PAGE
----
Dimapur: Representatives of the National Socialist Council of Nagaland (Isak-Muivah) faction, or NSCN (I-M), are in New Delhi to resume peace talks with the central government, led by their general secretary, Th Muivah. But apart from outstanding issues like a separate constitution and flag for the Nagas, the biggest sticking point is the interlocutor, Nagaland Governor R.N. Ravi, who is taking matters “back to square one”, according to V. Horam, executive member of the NSCN (I-M)’s steering committee.
Horam told ThePrint in an interview Saturday that Ravi “wants to take us back to the fighting days”, referring to the past when the group was part of a violent armed conflict for Naga independence.
“We don’t want that. We are looking for peace, because of which, we are very serious about this issue. This is a joint effort between the Government of India and the Naga people. And the interlocutor does not have the freedom to do whatever he likes,” Horam said.
An NSCN (I-M) delegation reached New Delhi last week to meet its leader Muivah and prepare for talks with Centre. They are likely to discuss whether they want to demand the governor’s removal as interlocutor.
Earlier, the Naga Hoho and the Naga Mothers’ Organisation, important civil society groups, had written to Prime Minister Narendra Modi, saying “peaceful settlement cannot be achieved with an interlocutor without empathy”.
ThePrint reached Governor Ravi for a comment through calls and text messages, but there was no response until the time of publishing this report.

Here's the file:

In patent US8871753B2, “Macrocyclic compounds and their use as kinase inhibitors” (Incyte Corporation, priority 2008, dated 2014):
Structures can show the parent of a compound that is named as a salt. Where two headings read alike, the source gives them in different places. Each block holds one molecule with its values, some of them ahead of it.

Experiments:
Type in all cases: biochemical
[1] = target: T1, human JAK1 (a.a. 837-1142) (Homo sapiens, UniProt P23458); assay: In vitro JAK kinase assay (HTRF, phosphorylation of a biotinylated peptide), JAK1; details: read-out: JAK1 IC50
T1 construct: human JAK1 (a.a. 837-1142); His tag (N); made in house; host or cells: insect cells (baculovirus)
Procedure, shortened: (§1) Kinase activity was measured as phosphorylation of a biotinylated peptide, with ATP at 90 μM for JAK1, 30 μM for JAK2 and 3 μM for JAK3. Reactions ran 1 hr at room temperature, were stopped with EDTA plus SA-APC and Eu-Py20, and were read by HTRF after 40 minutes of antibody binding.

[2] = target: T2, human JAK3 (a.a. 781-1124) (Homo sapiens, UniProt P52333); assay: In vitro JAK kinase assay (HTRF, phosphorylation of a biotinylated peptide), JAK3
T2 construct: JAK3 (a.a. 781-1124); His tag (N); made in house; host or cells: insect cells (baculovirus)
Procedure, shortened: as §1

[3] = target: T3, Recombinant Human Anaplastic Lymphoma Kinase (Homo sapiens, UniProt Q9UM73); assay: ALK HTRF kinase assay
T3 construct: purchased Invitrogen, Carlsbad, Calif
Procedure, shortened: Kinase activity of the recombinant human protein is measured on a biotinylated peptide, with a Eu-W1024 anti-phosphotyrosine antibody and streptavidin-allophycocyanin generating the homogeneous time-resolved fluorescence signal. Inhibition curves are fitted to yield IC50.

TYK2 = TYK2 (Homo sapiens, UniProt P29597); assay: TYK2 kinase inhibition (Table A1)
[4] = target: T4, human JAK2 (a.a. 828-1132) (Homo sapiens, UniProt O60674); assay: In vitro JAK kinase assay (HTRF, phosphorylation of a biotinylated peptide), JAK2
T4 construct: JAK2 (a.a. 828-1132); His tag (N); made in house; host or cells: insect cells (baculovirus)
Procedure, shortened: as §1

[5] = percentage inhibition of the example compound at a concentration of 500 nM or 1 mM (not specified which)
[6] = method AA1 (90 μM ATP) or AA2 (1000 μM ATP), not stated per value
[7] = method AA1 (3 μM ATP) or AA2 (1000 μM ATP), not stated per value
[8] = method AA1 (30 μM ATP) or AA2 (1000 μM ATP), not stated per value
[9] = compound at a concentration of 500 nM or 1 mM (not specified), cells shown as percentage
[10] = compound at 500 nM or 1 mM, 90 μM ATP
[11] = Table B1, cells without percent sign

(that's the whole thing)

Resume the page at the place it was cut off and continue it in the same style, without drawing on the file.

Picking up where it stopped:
Naga nationalist groups, the biggest of which is the NSCN (I-M), have been fighting for a sovereign homeland for over 60 years. The ongoing peace dialogue has been undertaken over the last 23 years to resolve this decades-long dispute.
Root cause of the anger
In June, Governor Ravi had shot off a letter to Nagaland Chief Minister Neiphiu Rio, expressing concern over the “precarious law and order situation in the state”.
The letter referred to the NSCN(I-M) and the various faction groups as ‘armed gangs’.
“Law abiding citizens — be they daily wage earners, petty vendors, businessmen, shop-keepers, owners of restaurants, road construction companies, entrepreneurs or government servants — are made miserable by rampant extortions and violence by the armed groups,” Ravi had written in the four-page letter.
The NSCN (I-M) has, however, maintained that it had the “inherent right of any sovereign people and nation” to collect taxes from the people.
“We had been doing the same thing even before the Indian Union was formed in 1950. Why is it today you are telling me not to tax? Taxation is politics, every government in the world does it. As far as extortion is concerned, we are against it and we check for it,” said Horam, defending the group’s position.
About Ravi’s future as interlocutor, Horam said: “We are not for his removal; but we won’t let him continue like this. Of course, as I’ve said, we have expressed our discontentment with what he has been doing. We also appreciate certain things he has done, but as far as his removal is concerned, we leave that to the wisdom of the collective leadership.”
He also blamed Ravi for the Nagaland government’s controversial decision to ask its employees to declare family members who are associated with “underground organisations”.